KinectFusion is another amazing use of everyone's favourite input device but this one takes it a step beyond reality. It can map out the local space to create a 3D model that can be used within virtual environments. It's a way of mixing the real and the virtual.
We reported on KinectFusion over a month ago (and this news item is an update on the original) and since then the team has been hard at work explaining its ideas. Now we have a new video that shows how it all works more clearly. The polished video is probably something to do with the fact that Microsoft Research is celebrating its 20 years of creating things to amaze and amuse.
The new video is worth watching because it shows in detail how the 3D model is built up but the original, lower quality, video is still worth looking at because it shows how Kinect Fusion can be used creatively - if you can call throwing virtual goo over someone as creative!
As well as the Kinect's abilities this it is also the result of a convergence of GPU computing power and some clever algorithms implemented by Microsoft Research and presented at this year's SIGGRAPH. The paper still has to appear anywhere and so the tiny details of how it all works are still unclear. The team have promised more detail in papers presented next month at the UIST Symposium in Santa Barbara, California, and ISMAR in Basel, Switzerland.
What is going on it in the video is that a 3D model is being built in real-time from the Kinect depth stream. A whole room can be scanned in a few seconds and new sections added to the model as the Kinect is pointed to new areas of the room.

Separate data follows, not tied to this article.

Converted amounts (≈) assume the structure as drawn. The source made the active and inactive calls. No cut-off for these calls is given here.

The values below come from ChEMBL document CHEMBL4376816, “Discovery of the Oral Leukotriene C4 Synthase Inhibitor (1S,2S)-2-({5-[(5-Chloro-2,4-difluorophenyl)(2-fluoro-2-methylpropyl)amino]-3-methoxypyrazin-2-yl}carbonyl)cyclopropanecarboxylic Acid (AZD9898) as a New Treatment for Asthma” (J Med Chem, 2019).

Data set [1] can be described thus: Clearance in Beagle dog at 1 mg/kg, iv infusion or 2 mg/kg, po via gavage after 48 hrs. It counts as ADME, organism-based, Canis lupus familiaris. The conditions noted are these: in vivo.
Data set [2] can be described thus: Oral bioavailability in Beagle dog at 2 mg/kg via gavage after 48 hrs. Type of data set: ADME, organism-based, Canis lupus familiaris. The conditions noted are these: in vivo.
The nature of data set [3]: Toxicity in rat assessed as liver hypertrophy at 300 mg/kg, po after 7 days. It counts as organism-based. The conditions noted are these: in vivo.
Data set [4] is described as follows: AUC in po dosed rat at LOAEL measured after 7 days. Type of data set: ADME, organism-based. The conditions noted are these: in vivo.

Slowly but surely as the Kinect views the room a complete 3D model is build up. The movement of the Kinect is also important because as it moves it "sees" different areas of the room and fills in the depth details that were hidden from its previous point of view. Notice that this isn't trivial because to unify the scans taken from different points of view - you have to know where the camera is pointing. The method used is called iterative closest point (ICP) which merges the data from multiple scans and works out the orientation of the camera by comparing time adjacent frames.
As you watch later on notice how objects can be moved, added or removed and the model is adjusted to keep the representation accurate.
The model that is built up is described as volumetric and not a wireframe model. This is also said to have advantages because it contains predictions of the geometry. Exactly what this means is difficult to determine without the paper describing the method in detail. However it seems likely that the depth measurements are being used to create a point cloud that provides the local geometry by way of smoothing of some kind. From the second video you can see that the algorithm estimates the surface normals and these are used as part of the familiar rendering algorithms.
What is clear from the video is that the model seems to work well enough to allow interaction between it and particle system and textured rendering. The key to the speed of the process is to use the computational capabilities of the GPU.
Without the video you might think that a real-time model was a solution in search of a problem, but as you can see it already has lots of exciting applications. The demonstration of drawing on any surface wouldn't be possible without a model of where those surfaces are, and the same is true of the multi-touch interface, the augmented reality and the real-time physics in the particle systems. Which one of these applications you find most impressive depends on what your interests are but I was particularly intrigued with the ability to throw virtual goo over someone - why I'm not sure...
Watch the original video and dream of what you could do with a real-time 3D model...
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